Monday, April 14, 2008

Spring Break 2007 on Trial

A friend of mine is on trial today, tomorrow and Wednesday for protesting the war in Iraq last year. A lot of people who were arrested during the non-violent resistances to seaport militarization in Tacoma, WA are going on trial. On one particular weekend in Tacoma, police had ordered crowds of people to disperse from an area that was not actually being used to ship military Stryker vehicles (vehicles the U.S. Army is using more commonly in Iraq now). So it took everyone off-guard when police responded as if these symbolic resistances were somehow blocking the shipments. For three nights in a row the police peppered the crowd with rubber bullets and unleashed tear gas. The protests went on for twelve nights. My friend can be seen in this video sitting down in front of the police line before he was arrested. He spent the first days of his Spring Break in the city jail.

7 comments:

Nathan said...

So, the only reason for the rubber bullets and tear gas was because of a perceived blockage of military supply? Are the police being investigated for excessive force? What were the exact charges laid against your friend.

It is difficult to imagine this going on here in Australia, especially the force with which the police respond.

Acumensch said...

It's still difficult to imagine it here too.

It was not a perceived blockage. The police knew this area was about 2.5 kilometers from the area where the shipments were being loaded.

The police said the crowd was throwing things at them - which was said on television as well. I spent that weekend talking to reporters about why this claim was false - to little avail - even though the reporters used my footage for their broadcasts. Several people also spoke to police in a private meeting and they told us the "anarchists" were taunting them and things of that nature.

The only truthful charge the police have is that they ordered the crowd to disperse. Needless to say, everyone felt it was their right to protest and so they stayed and ended up eating gas and rubber bullets.

The exact charge against my friend is an "obstruction of justice" - which means essentially that he was not following police orders (the order to disperse.)

Acumensch said...

Actually the charge is "failure to disperse" - they changed it.

Nathan said...

I'm going to claim ignorance here, but... how does this effect the right to free speech? The act of protesting is symbolic to the right of free speech; seemingly, these rights have been stripped from the protesters in order to uphold the law, creating a state of exception. (you may see where I'm going with this?)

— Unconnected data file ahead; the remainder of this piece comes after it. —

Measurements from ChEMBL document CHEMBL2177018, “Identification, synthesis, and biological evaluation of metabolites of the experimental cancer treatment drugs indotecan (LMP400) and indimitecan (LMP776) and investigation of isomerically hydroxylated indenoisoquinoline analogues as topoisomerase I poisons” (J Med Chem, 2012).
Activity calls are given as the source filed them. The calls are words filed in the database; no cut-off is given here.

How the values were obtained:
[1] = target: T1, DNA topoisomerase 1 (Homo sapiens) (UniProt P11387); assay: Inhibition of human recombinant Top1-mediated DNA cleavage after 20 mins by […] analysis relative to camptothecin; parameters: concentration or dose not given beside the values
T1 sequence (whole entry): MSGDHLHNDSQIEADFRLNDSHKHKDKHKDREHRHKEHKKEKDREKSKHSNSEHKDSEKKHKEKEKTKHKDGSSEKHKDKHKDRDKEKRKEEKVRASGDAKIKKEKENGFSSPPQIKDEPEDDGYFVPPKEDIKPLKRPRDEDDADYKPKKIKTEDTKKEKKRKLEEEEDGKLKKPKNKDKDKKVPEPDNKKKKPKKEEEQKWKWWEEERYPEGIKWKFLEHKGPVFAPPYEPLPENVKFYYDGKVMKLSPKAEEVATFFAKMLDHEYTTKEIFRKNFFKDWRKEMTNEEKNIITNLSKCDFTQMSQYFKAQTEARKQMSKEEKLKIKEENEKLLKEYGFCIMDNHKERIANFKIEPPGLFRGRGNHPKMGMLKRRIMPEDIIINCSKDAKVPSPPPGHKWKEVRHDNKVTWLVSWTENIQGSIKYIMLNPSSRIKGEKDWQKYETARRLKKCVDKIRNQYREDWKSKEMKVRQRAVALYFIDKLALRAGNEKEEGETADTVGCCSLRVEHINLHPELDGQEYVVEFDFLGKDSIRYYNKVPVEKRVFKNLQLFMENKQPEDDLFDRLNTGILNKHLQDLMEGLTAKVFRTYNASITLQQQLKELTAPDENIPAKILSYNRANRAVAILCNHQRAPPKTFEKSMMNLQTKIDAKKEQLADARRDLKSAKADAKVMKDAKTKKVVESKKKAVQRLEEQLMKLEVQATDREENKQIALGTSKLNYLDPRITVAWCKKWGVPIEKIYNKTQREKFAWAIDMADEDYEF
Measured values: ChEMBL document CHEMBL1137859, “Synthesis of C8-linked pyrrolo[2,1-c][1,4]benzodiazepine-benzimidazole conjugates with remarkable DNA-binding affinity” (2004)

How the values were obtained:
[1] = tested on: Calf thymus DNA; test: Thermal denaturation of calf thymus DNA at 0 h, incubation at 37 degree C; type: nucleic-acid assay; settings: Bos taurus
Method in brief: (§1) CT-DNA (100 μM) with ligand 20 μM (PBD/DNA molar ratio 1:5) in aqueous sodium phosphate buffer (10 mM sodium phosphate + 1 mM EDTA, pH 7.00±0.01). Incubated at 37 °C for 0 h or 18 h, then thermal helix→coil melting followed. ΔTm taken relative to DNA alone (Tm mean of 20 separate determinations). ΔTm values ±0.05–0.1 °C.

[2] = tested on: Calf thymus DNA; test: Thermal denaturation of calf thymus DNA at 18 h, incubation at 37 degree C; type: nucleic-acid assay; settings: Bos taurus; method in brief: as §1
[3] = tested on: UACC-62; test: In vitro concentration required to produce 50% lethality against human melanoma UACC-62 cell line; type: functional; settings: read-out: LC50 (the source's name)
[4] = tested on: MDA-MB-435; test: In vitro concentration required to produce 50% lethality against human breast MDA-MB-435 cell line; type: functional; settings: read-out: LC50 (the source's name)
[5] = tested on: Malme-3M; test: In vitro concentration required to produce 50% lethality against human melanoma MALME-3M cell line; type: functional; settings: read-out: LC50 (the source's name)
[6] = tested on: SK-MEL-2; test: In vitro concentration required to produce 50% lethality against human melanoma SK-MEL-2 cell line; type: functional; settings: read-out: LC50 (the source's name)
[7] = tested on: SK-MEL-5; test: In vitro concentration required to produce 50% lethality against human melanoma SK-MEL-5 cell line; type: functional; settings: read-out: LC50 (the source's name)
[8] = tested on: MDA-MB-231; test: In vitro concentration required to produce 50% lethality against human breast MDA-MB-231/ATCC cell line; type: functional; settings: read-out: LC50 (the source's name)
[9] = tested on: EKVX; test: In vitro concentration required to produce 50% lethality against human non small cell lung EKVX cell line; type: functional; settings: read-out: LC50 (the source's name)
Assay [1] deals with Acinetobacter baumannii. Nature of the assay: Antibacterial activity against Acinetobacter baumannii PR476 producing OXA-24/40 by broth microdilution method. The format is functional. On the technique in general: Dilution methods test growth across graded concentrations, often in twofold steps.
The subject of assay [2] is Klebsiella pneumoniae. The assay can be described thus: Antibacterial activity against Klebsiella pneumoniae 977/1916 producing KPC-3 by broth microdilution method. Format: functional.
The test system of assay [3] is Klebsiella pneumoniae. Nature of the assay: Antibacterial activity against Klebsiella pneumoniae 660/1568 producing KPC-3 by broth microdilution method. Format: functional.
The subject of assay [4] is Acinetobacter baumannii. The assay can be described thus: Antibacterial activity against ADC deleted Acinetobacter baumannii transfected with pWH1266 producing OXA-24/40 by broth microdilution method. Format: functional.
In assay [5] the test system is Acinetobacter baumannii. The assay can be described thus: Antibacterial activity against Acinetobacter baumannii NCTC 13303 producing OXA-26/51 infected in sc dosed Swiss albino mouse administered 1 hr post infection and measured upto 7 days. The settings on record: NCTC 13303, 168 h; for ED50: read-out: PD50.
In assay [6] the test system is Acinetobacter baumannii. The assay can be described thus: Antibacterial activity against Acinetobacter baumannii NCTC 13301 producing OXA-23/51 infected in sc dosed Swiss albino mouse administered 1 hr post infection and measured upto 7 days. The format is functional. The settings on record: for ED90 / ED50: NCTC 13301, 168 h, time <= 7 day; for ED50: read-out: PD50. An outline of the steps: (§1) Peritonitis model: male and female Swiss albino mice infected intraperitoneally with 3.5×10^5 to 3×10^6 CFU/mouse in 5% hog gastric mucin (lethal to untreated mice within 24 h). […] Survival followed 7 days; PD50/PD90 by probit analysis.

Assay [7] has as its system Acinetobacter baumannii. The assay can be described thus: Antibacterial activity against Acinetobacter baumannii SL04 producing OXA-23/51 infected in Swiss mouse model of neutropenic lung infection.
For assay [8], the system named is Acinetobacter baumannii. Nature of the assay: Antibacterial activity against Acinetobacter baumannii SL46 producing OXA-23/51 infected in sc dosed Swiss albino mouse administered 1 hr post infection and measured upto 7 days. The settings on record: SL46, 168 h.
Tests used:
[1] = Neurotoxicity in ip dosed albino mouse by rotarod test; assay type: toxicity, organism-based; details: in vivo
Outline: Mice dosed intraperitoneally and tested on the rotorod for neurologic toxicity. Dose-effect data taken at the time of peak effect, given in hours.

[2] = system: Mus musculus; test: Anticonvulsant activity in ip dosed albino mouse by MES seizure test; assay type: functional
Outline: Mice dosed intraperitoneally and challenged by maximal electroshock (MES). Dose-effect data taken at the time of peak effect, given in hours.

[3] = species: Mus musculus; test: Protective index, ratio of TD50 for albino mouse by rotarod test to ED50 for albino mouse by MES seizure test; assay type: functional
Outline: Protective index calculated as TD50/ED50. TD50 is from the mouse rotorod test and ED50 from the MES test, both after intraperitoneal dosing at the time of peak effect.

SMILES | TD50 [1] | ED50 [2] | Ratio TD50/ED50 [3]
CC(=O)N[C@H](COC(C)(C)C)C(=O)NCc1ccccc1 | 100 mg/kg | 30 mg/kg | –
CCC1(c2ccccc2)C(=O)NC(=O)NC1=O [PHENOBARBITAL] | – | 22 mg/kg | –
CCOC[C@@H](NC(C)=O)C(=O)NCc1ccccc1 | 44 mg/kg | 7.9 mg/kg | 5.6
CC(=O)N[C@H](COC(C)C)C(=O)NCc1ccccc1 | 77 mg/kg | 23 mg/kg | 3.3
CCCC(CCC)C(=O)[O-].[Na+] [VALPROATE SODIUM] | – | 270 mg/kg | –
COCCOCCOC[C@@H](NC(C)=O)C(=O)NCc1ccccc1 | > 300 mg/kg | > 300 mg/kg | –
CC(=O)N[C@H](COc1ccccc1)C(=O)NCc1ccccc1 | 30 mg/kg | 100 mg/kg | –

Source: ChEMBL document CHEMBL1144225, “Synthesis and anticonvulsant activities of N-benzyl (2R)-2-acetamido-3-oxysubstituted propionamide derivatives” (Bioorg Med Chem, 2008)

Acumensch said...

War is supposed to be the state of exception. Are you suggesting perpetual war? Absolute total war? Absolute total exception?

Given that most Americans are in a state of absolute stupor, it wouldn't be difficult to make huge exceptions to the freedom of speech.

It's already on the law books. Title 18 basically says unpatriotic persuasion during a time of war is a punishable offense because it influences morale negatively. Sections 2385 and 2387 to be exact.

Muser said...

A colleague from the Viet Nam War era opined that in every new era of protest, both the protesters and the police need to be "trained" again. I was astonished by how over-reactive the police were at the port. First of all excessive force is wrong by definition, but in the Youtube age in which everyone has a camera, it's also unwise and impractical. (I wrote the mayor and told him this.) Neither the protesters nor the police should think of the other as "the enemy" because neither is the real source of power. But the police are the pros, and they need to act like it and know what to do and what not to do at a non-violent protest. Good luck to Peter.

Acumensch said...

I think Peter is taking a strong stance by reasoning with a biased court where the judge has been leaning towards the prosecution in the other trials. But, there he stands, he can do no other.

It's good to see that people were doing things in their power to support the protest, like writing letters and informing the media. There was a civil case filed against the police department, which is why the city decided to prosecute after it had dropped most of these charges. So all of this has really become a form of retaliation, a tit-for-tat. Another person, who was a witness for one of these trials, has since been charged with "public expectorating" .